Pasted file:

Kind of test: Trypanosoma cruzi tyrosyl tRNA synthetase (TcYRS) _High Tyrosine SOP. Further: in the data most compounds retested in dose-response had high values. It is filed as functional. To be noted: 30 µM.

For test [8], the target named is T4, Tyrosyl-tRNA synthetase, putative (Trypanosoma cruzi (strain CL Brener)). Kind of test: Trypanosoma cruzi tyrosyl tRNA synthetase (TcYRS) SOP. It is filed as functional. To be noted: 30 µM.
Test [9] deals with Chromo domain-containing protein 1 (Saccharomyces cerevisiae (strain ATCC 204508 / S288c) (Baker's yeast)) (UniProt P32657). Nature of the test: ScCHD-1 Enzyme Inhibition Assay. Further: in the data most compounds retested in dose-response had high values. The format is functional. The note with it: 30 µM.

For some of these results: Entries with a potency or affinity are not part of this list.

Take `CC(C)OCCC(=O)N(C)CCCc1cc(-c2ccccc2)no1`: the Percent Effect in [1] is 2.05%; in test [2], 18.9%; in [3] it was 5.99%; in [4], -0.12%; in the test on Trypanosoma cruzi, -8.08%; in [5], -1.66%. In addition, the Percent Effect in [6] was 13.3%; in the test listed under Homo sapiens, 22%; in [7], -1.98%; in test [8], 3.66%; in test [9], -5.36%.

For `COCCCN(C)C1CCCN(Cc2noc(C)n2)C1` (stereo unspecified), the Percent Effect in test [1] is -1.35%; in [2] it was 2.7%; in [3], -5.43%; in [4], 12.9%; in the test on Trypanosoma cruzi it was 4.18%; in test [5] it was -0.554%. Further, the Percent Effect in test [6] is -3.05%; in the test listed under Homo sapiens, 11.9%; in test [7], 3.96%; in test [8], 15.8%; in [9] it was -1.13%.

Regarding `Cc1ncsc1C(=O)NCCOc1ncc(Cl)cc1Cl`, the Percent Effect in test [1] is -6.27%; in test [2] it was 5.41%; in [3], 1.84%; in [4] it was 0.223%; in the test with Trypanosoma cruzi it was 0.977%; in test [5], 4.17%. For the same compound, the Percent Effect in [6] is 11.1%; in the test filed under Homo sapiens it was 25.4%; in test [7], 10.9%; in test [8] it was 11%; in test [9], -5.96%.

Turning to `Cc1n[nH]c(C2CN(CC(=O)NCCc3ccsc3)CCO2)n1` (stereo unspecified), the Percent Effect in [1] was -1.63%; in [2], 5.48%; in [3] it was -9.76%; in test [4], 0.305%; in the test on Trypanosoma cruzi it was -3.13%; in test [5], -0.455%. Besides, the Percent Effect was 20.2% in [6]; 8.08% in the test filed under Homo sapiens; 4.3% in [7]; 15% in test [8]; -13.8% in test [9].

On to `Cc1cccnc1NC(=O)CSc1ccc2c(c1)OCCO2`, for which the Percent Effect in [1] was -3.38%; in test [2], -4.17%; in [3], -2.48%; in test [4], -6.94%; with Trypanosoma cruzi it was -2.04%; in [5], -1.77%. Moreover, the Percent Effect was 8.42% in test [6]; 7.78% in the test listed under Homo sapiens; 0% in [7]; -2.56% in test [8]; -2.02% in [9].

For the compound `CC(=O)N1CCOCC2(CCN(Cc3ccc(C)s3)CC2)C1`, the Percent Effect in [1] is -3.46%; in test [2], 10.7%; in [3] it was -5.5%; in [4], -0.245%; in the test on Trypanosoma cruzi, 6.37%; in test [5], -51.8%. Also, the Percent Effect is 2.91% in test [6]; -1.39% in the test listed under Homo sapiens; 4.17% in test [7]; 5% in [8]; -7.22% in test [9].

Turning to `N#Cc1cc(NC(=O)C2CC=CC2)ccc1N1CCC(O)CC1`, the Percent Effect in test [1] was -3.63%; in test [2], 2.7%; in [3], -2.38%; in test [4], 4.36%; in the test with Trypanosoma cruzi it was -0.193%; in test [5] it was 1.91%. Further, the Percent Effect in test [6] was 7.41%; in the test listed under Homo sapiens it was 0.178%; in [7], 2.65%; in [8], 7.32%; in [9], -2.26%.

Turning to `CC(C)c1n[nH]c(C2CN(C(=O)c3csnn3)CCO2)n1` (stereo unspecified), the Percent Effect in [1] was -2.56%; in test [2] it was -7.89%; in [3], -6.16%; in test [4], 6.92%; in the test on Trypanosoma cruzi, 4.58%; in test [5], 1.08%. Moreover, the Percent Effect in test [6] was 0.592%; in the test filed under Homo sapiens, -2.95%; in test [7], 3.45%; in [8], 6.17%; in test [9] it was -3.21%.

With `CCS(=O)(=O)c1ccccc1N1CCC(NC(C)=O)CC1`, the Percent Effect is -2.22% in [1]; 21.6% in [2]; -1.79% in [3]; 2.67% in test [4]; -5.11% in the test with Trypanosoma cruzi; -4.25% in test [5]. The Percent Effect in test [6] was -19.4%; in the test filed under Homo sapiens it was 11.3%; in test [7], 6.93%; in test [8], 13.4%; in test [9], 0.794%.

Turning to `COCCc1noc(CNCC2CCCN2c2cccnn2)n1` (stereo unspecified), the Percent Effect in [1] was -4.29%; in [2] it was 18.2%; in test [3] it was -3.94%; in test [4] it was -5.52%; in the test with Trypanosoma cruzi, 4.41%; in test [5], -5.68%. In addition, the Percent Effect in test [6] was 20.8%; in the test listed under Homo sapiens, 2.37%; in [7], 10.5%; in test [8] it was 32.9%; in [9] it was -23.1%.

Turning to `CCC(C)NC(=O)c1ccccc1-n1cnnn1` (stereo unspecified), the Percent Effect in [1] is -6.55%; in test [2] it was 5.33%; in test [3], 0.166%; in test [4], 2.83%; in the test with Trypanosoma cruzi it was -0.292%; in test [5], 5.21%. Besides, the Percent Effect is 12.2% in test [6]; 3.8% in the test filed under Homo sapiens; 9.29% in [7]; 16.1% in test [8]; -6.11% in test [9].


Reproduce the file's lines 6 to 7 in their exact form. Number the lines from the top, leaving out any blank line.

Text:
For `COCCCN(C)C1CCCN(Cc2noc(C)n2)C1` (stereo unspecified), the Percent Effect in test [1] is -1.35%; in [2] it was 2.7%; in [3], -5.43%; in [4], 12.9%; in the test on Trypanosoma cruzi it was 4.18%; in test [5] it was -0.554%. Further, the Percent Effect in test [6] is -3.05%; in the test listed under Homo sapiens, 11.9%; in test [7], 3.96%; in test [8], 15.8%; in [9] it was -1.13%.

Regarding `Cc1ncsc1C(=O)NCCOc1ncc(Cl)cc1Cl`, the Percent Effect in test [1] is -6.27%; in test [2] it was 5.41%; in [3], 1.84%; in [4] it was 0.223%; in the test with Trypanosoma cruzi it was 0.977%; in test [5], 4.17%. For the same compound, the Percent Effect in [6] is 11.1%; in the test filed under Homo sapiens it was 25.4%; in test [7], 10.9%; in test [8] it was 11%; in test [9], -5.96%.